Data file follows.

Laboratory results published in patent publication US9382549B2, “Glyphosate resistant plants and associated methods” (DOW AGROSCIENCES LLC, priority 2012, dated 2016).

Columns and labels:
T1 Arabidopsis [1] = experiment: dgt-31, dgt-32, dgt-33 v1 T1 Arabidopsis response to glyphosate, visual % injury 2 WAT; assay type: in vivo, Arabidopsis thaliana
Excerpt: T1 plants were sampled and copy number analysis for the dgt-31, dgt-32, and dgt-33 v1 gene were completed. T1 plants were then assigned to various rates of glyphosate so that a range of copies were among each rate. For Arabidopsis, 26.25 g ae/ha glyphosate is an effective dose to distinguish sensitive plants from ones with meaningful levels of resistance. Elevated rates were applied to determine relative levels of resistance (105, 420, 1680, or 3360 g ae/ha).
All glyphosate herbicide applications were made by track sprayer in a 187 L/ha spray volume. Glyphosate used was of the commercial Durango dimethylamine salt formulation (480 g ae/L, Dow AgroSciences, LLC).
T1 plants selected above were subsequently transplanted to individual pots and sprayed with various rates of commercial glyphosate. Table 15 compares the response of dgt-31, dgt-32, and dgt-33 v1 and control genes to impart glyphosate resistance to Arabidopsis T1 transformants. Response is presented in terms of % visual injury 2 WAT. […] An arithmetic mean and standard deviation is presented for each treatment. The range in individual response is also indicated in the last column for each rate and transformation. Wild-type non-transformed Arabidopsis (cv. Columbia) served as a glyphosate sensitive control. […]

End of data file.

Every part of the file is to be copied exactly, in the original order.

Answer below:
Laboratory results published in patent publication US9382549B2, “Glyphosate resistant plants and associated methods” (DOW AGROSCIENCES LLC, priority 2012, dated 2016).

Columns and labels:
T1 Arabidopsis [1] = experiment: dgt-31, dgt-32, dgt-33 v1 T1 Arabidopsis response to glyphosate, visual % injury 2 WAT; assay type: in vivo, Arabidopsis thaliana
Excerpt: T1 plants were sampled and copy number analysis for the dgt-31, dgt-32, and dgt-33 v1 gene were completed. T1 plants were then assigned to various rates of glyphosate so that a range of copies were among each rate. For Arabidopsis, 26.25 g ae/ha glyphosate is an effective dose to distinguish sensitive plants from ones with meaningful levels of resistance. Elevated rates were applied to determine relative levels of resistance (105, 420, 1680, or 3360 g ae/ha).
All glyphosate herbicide applications were made by track sprayer in a 187 L/ha spray volume. Glyphosate used was of the commercial Durango dimethylamine salt formulation (480 g ae/L, Dow AgroSciences, LLC).
T1 plants selected above were subsequently transplanted to individual pots and sprayed with various rates of commercial glyphosate. Table 15 compares the response of dgt-31, dgt-32, and dgt-33 v1 and control genes to impart glyphosate resistance to Arabidopsis T1 transformants. Response is presented in terms of % visual injury 2 WAT. […] An arithmetic mean and standard deviation is presented for each treatment. The range in individual response is also indicated in the last column for each rate and transformation. Wild-type non-transformed Arabidopsis (cv. Columbia) served as a glyphosate sensitive control. […]